Tags: rosie  the  riveter 
Added: 22nd January 2008
Views: 1926
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Posted By: Naomi
High Flight In December 1941, Pilot Officer John G. Magee Jr, a 19-year-old American serving with the Royal Canadian Air Force in England, was killed when his Spitfire collided with another aircraft inside a cloud. Just a few short months before, he composed his immortal sonnet 'High Flight, a copy of which he fortunately mailed to his parents in the U.S. I remember watching this video on our local tv station at sign-off, before they began broadcasting 24/7. To this day, these words still gives me goose-bumps.
Tags: high  flight  john  magee    tv  signoff  video 
Added: 27th May 2008
Views: 1588
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Posted By: Naomi
Glenn Miller Disappearance Renowned band leader Glenn Miller's disappearance in 1944 has led to some interesting speculation. On December 15, 1944, Miller, a major in the U.S. Army, and two other military personnel departed from an RAF base in England in a small aircraft bound for Paris. Miller was scheduled to meet with his band and begin a concert tour for U.S troops in recently liberated areas of France. Miller's airplane never arrived. No wreckage nor any bodies were ever found. The prevailing wisdom is that bad weather over the English Channel caused the plane to crash into the sea killing all aboard. Two other possibilities have emerged: That same day a squadron of bombers destined for Germany had their mission aborted because of the inclement weather. Unable to return with their payload of explosives, the squadron was ordered to jettison their bombs into the English Channel. Years later one aviator claimed some of the discarded bombs accidentally caused a small aircraft flying below the squadron--which could have been Miller's--to crash into the sea. A more lurid tale claims Miller landed safely in France but died of a heart attack in a Parisian brothel. According to this yarn, Miller's seedy death was covered up by the military for propaganda reasons. This latter rumor circulated during the war and was given new life when the German tabloid Bild reprinted the brothel tale in 1997. Miller biographers consider that story to be sheer nonsense. They rightly ask, 'What became of Flight Officer John Morgan and Lt. Col. Norman F. Baessell (the other two men aboard Miller's plane) who also vanished?'
Tags: Glenn  Miller  disappearance 
Added: 14th July 2008
Views: 1373
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Posted By: Lava1964
Lunch  1942 i love the thermos . .
Tags: vintage      photo      1942      Douglas  Aircraft  Company      Long  Beach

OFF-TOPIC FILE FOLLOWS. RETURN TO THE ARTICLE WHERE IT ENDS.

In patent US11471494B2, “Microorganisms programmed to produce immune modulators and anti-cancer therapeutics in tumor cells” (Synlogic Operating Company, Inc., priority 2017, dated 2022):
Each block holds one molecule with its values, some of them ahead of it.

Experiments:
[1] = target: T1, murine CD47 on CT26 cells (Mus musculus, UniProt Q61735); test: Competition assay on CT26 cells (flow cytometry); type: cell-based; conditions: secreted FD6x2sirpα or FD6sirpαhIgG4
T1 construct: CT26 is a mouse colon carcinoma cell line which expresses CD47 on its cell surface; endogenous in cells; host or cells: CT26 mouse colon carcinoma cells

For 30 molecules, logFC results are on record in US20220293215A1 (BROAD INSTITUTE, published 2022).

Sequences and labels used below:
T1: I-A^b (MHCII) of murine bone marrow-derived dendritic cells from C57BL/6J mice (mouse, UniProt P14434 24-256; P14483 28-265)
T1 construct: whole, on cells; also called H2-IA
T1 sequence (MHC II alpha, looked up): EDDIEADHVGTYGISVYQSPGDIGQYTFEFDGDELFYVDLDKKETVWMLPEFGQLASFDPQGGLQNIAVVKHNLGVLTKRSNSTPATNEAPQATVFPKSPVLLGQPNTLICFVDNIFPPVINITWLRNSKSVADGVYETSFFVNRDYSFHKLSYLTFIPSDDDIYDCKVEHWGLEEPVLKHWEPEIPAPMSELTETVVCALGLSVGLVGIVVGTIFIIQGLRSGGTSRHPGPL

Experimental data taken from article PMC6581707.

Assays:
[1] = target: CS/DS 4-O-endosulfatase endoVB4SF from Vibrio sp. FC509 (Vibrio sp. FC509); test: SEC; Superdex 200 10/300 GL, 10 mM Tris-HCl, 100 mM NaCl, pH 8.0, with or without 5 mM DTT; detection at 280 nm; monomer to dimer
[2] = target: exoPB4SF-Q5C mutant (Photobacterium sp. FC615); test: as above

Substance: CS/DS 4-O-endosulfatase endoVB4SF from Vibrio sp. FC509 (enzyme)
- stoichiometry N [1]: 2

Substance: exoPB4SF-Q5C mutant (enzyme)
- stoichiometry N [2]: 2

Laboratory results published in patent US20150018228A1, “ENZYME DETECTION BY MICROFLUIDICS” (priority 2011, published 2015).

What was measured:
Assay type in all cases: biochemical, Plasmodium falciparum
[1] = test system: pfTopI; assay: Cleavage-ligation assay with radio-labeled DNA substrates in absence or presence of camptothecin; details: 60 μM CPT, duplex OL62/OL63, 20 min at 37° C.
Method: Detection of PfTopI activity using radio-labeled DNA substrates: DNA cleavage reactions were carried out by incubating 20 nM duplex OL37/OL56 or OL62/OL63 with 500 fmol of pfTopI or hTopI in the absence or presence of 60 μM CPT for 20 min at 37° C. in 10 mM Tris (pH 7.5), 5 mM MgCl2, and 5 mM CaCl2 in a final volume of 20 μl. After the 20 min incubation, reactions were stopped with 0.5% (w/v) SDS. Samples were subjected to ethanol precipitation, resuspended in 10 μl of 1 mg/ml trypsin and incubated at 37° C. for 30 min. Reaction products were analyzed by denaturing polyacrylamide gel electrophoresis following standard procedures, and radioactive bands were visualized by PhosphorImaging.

Added: 17th August 2008
Views: 1155
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Posted By: Teresa
America Comes of Age The Korean War America Comes of Age - The Korean War Like Lambs to the Slaughter US defense spending had reached a modern day low. The military was ill-prepared and ill-equipped, those in authority embraced questionable doctrines. From a post World War II soft life in Japan, with servants to wash their clothes and shine their boots, these American youth were suddenly uprooted and flung into harm's way. There was no "Remember Pearl Harbor." The North Korean People's Army was on a roll. The North Korean People's Army had invaded the Republic of Korea in South Korea only 11 days earlier and overwhelmed the ill-equipped Republic of Korea armed forces. The North Korean People's Army steamrolled into Seoul, driving refugees and regrouping Republic of Korea Army units before it, clogging roads and throwing the countryside into a panic. The invasion caught General Douglas MacArthur and his Far East Command and Eighth Army by surprise, despite recent intelligence reports that North Korea was planning for an attack on the Republic of Korea. General MacArthur had disregarded the reports, saying he did not believe war with North Korea was imminent. The events that unfolded on the Korean peninsula some 45 years ago offer a telling reminder of what happens when a force goes to war unprepared. Disaster lurks around every bend. Facing a force of 130,000 NKP soldiers, 3,000 Soviet advisors, a full array of heavy weapons, aircraft and the formidable T-34/85, arguably the best tank to come out of World War II. American GIs fought bravely at times. At other times when confronted with overwhelming, numerically superior forces, they "bugged-out" to the rear, cursing their government for sending them to this stinking, God-forsaken place where human feces were used to fertilize the land. Photos The Library of Congress The Korean War National Museum U.S. Army Center of Military History Democratic People's Republic of Korea Audio Clips The Library of Congress - Veterans History Project Wessel's Living History Farm Music Perry Como Far Away Places Aaron Copeland Fanfare for the Common Man John Williams Saving Private Ryan Omaha beach Hymn to the Fallen conceived and produced by: Dale Caruso For more information about the Korean War http://www.army.mil/cmh/ http://www.korea50.mil/ http://americanradioworks.publicradio... http://www.paulnoll.com/Korea/index.html http://www.loc.gov/vets/ http://www.koreanwar.org/html/units/2...
Tags: Korean    War    1950 
Added: 25th September 2008
Views: 1082
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Posted By: dalecaruso